But Sedaris is a humorist. Daisey is a journalist. Therein lies the difference. Is Sedaris — who has never been considered a journalist — allowed to exaggerate parts of his stories? Or does his title not play a factor since his work airs on NPR’s This American Life program, which airs true stories about people? It’s a tough call, and one that NPR is now closely investigating to decide the best way to proceed.

I personally think NPR should just label Sedaris’ work as partly fiction or “exaggerated” before it airs. What do you guys think? Would love to hear your opinions on this one.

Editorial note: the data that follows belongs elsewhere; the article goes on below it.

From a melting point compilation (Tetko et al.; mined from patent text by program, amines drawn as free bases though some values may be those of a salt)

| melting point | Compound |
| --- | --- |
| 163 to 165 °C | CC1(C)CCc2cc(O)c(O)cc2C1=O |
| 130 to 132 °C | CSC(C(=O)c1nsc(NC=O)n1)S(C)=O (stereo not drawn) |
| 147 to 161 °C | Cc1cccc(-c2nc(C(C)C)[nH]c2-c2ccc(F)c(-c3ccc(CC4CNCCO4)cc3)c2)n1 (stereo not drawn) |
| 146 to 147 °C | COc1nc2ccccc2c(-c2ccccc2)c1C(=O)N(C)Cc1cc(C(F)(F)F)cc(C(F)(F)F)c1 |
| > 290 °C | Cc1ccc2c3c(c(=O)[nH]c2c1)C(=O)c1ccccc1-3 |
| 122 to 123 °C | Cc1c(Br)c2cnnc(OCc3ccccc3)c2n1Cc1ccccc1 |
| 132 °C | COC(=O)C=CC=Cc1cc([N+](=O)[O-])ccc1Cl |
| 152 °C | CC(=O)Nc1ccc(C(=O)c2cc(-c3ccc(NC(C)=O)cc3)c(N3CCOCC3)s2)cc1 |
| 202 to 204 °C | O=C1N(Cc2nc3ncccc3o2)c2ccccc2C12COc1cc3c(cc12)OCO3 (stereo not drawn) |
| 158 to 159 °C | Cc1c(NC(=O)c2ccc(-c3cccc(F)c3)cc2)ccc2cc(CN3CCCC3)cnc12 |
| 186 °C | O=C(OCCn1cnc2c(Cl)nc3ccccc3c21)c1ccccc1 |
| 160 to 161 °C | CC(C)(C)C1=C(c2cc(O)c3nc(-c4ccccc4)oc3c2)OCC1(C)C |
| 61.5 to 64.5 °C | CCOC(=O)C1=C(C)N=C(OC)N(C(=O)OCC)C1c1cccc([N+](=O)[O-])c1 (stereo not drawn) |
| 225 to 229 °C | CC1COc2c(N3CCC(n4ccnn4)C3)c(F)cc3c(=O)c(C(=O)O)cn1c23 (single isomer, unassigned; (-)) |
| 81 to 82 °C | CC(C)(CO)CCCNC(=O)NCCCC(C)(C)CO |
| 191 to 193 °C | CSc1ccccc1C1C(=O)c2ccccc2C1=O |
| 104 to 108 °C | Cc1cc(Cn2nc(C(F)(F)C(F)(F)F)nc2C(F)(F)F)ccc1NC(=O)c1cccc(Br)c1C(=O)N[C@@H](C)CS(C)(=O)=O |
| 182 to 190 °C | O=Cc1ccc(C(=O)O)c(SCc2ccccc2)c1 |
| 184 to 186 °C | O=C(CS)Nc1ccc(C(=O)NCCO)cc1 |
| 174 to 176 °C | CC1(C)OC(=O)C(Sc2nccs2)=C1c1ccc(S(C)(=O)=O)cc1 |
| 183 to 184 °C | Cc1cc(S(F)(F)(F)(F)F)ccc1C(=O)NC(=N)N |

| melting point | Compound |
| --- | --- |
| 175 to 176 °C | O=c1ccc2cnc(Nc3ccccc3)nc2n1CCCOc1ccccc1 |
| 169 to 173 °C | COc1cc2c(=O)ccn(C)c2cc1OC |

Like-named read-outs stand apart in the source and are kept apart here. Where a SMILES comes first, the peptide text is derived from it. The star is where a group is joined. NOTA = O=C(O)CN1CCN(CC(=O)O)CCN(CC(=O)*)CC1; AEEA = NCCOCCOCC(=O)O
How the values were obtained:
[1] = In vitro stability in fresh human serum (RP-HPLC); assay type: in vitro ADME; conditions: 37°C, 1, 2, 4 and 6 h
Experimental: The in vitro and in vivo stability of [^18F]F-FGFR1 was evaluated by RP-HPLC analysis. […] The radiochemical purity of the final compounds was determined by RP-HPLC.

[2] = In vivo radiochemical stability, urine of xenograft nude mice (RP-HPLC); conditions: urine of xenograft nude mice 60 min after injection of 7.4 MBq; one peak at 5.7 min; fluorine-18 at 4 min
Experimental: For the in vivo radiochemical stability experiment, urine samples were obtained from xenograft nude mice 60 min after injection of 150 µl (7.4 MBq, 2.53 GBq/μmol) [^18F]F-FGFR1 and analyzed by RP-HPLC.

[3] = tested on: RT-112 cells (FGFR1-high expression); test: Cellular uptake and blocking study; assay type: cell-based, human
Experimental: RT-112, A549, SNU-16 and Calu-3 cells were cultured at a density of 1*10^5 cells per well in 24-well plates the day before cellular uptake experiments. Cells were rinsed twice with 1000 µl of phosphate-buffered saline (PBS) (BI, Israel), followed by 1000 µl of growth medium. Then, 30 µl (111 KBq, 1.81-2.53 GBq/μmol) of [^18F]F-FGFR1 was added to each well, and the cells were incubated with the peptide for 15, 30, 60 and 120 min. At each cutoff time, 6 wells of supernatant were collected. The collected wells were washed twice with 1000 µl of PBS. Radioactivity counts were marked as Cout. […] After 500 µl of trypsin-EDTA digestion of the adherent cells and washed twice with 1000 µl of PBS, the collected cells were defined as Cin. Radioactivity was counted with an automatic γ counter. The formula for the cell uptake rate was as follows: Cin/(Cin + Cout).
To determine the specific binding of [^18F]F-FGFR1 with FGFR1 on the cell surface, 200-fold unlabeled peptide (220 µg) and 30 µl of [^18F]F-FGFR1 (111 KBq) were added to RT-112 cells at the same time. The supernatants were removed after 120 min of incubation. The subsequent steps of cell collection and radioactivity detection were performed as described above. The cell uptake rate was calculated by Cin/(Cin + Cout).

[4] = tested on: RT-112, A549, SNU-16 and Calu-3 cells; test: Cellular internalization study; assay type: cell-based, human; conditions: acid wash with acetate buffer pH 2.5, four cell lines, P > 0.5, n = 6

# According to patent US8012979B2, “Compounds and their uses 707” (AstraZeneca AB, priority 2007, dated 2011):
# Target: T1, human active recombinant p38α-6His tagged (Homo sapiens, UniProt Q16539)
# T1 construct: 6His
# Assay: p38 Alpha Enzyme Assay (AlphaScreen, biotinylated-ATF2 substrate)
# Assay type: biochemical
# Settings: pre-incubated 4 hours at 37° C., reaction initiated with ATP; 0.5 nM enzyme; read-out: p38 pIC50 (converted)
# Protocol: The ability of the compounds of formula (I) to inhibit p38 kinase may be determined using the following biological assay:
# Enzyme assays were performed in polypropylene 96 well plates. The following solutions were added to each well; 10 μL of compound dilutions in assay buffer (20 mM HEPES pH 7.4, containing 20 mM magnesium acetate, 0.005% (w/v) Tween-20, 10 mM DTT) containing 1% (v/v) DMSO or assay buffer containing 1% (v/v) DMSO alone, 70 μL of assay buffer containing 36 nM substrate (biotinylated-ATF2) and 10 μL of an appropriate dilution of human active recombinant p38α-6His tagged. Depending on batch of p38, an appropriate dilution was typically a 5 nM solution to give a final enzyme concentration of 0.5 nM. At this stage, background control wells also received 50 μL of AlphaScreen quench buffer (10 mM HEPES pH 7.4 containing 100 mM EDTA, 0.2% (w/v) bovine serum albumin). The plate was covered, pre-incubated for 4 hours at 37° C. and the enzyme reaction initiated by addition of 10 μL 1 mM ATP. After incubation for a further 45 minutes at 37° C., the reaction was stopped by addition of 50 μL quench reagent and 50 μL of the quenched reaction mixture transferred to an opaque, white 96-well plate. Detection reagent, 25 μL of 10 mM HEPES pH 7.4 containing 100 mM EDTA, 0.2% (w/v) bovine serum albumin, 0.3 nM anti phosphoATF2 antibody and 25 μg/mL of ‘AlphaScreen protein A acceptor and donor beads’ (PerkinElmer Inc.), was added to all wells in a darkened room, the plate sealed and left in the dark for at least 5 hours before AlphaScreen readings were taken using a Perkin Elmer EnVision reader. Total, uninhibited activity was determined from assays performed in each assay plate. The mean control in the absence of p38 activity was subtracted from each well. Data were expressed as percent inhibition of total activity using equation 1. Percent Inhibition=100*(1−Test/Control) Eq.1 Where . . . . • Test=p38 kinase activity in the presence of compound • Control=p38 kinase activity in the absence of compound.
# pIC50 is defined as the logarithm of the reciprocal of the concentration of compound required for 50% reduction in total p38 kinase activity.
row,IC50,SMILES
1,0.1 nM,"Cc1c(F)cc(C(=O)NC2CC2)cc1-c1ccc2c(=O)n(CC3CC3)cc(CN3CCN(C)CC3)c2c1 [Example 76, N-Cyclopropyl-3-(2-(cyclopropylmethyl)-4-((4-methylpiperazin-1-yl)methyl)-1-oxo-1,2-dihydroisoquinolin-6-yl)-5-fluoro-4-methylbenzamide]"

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Get ‘Gone Girl’ in Hardcover for $13.98, Down from $25

In addition to books, I also spend much of my time reading magazines, immersing myself in mostly trivial, but highly enjoyable pop culture news. When reading a recent issue of Entertainment Weekly, I came across a review for this seemingly enticing novel, Gone Girl.

Gone Girl tells the story of a woman named Amy, who goes missing and her crazy, self-centered husband, Nick. The thriller is told from two perspectives, both Nick and Amy. And as the reviewer explains, author Gillian Flynn expertly makes them sound like two different people.

Apparently on page 219, everything changes, and the book flies by. That notion alone makes me want to read this book that Jeff Giles says will turn Gillian Flynn into a star.

Get Gone Girl in hardcover now for just $13.98, down from $25.

Or get it on your Kindle for just $12.99.